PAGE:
Annexation, 1962

Copyright 2007 * All rights reserved
J.C. (Jim) Tumblin, OD, DOS
3604 Kesterwood Drive, East
Knoxville, Tennessee 37918-2557
(865) 687-1948

Fountain City Events That Made A Difference

Fountain City’s Funeral

(Annexation, 1962)

Photograph Courtesy of WBIR-TV-Channel 10

Forty-five years ago this month "Funeral Services" were held for Fountain City.

John Adair’s frontier outpost, established in 1788 only two years after James White’s Fort, had blossomed into the largest unincorporated community in the United States.

In the same pioneering spirit Adair had shown, the estimated 30,000 inhabitants had supported their own water and sewage utility, garbage collection company and fire department. With occasional help from the Knox County Sheriff, patrolman Curt Brock provided police protection.

A private water utility organized in 1931 with 200 subscribers had grown to 5,700 households served by 140 miles of mains by the 1960s. Many homes still used septic tanks, but the Fountain City Sanitary District served 1,600 homes.

In 1942, the Fountain City Fire Department had placed its newly arrived truck with 1,200 feet of hose and a 400-gallon booster in service. The 2,000 subscribers in Fountain City, Smithwood and Inskip paid $6 per year.

Another independent body, the Fountain City Park Commission, chaired by Judge John W. Green, had maintained perhaps the finest public park in the county for more than 20 years. Under the late Dr. A.L. Jenkins’ leadership, the Fountain City Recreation Commission had provided a comprehensive sports program for our children and youth since 1953.

Is there any wonder then that, when Knoxville City Council began proposing annexation in 1959, there was much resistance?

John Brothers conducted a mail poll that year and received letters or cards indicating that 1,796 were opposed and 112 for annexation. His initial observation was, "If the city worked out a program in a calm and reasonable manner and with a proper schedule for extension of services, opposition would lessen considerably."

After instituting a lawsuit, a committee including John T. Brothers, Carl L. Butcher Sr., Ross T. Stuart and Robert H. Temple worked with attorney Clyde Key to negotiate with city law director T. Mack Blackburn, on behalf of the mayor and Knoxville City Council, to secure the best arrangement possible.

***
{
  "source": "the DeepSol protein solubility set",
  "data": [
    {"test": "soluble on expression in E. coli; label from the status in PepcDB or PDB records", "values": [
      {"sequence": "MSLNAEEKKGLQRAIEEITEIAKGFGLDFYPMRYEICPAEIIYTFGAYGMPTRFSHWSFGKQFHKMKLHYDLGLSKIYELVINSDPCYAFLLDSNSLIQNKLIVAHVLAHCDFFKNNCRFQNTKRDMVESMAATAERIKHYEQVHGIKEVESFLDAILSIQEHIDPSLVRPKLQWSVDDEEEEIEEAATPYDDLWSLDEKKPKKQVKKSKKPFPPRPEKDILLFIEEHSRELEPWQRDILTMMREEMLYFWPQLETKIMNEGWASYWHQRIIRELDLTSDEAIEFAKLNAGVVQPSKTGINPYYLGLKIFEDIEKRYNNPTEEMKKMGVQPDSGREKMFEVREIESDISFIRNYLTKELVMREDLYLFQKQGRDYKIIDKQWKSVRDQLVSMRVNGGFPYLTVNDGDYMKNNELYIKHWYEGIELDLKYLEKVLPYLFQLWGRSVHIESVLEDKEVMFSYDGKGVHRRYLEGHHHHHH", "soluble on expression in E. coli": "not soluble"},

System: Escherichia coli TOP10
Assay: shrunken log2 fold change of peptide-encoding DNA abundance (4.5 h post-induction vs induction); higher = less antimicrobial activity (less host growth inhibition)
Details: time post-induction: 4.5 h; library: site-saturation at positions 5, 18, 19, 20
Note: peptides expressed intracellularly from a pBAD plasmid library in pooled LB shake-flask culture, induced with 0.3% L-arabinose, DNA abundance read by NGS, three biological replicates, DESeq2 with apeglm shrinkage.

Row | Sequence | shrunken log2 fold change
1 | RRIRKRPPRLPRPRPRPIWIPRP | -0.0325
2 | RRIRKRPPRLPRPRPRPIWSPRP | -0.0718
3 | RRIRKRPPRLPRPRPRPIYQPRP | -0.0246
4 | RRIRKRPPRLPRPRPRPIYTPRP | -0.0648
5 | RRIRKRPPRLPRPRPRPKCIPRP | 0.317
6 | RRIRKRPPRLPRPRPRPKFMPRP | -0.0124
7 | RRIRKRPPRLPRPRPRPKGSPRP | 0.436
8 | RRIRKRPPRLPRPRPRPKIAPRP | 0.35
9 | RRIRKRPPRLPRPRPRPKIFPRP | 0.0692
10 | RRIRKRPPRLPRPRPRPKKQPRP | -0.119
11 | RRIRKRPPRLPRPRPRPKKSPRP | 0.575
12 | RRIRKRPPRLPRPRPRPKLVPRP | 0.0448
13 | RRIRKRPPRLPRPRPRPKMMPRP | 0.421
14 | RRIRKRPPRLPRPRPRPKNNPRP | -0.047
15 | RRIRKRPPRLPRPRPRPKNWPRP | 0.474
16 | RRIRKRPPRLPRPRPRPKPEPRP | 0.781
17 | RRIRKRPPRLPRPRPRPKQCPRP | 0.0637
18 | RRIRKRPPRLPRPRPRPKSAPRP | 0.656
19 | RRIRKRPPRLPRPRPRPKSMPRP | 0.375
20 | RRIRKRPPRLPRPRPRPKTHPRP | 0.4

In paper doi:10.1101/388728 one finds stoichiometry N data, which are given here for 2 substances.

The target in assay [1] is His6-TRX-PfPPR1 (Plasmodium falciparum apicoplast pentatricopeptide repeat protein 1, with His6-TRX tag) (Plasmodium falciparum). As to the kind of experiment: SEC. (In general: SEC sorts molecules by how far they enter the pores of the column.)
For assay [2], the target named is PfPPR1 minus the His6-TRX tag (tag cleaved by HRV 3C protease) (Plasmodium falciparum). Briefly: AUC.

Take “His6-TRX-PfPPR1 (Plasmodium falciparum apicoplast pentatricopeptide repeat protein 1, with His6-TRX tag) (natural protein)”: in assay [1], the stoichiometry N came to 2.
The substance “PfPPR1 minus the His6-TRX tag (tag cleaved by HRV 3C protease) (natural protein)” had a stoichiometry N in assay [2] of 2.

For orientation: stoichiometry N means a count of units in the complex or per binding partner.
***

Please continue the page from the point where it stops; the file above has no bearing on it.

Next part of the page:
Finally, it was agreed that Fountain City would become a part of the city on Feb. 11, 1962 at Midnight after the 1962 tax assessment deadline. In essence this assured almost a full year moratorium on city taxes. However, at the city’s discretion, some city services could be provided that first year with streetlights and a new fire station to have priority.

Photograph Courtesy of WBIR-TV-Channel 10

At an 11:30 a.m. "Funeral Ceremony" on Monday, Feb. 12, 1962, Stuart handed over a symbolic sword to Mayor John Duncan and Fountain City became a part of Knoxville. Some 350 mourners accompanied the hearse and the casket down Broadway to a plot on Old Broadway at Dutch Valley Road in the shadow of Scandlyn’s D-Lyn Court.

During the procession, the Central High School band played the solemn march "Pomp and Circumstance" while several citizens carried banners with slogans such as these:

Six pallbearers—John Akridge, Fred Graves Jr., C.M. Hill, Sam Cook, Jack Easton and Bill Beckler—assisted "Reverend" Harry (Hop) Hitch with the services. They were all dressed in black and wore Abraham Lincoln-esque black stovepipe hats. Prior to the service the "viewing" disclosed a giant yellow key to the city in the coffin, which was presented later to Mayor Duncan.

As he passed a replica of Gen. Robert E. Lee’s sword to the mayor, Stuart said, "As the surrender of Gen. Lee at Appomattox heralded a united nation, so this 100 years later we herald the unity of our community with yours."

Mayor Duncan responded, "No city can be great unless its citizens are great. We can make no progress unless as a great, united community we wholeheartedly support a program of progress. We cannot have that self-confidence and optimism in our future unless all our citizens share in that spirit. United, forward-looking, one for all and all for one, this great city can go forward."

Mayor Duncan read the provisions of a "deed" prepared by Stuart, which conveyed to the citizens and residents of Fountain City the following:

Then a bugler played "Taps," signaling the end of one era and the beginning of another. Now, forty-five years later, few would question the wisdom of our city fathers. However, Fountain City has maintained its own identity with immense community pride. If that isn’t a win-win, what is?

Dyer-Gram by Bill Dyer, Knoxville News Sentinel, February 11, 1962

Photograph Courtesy of WBIR-TV-Channel 10

(Author’s Note: Thanks to "Our Stories" and WBIR-TV-Channel 10 for providing the photograph and to Bill Beckler, Sam Cook, Fred Graves Jr. and Robert Temple. Thanks also to Carol Springer for her expertise with the graphics. )

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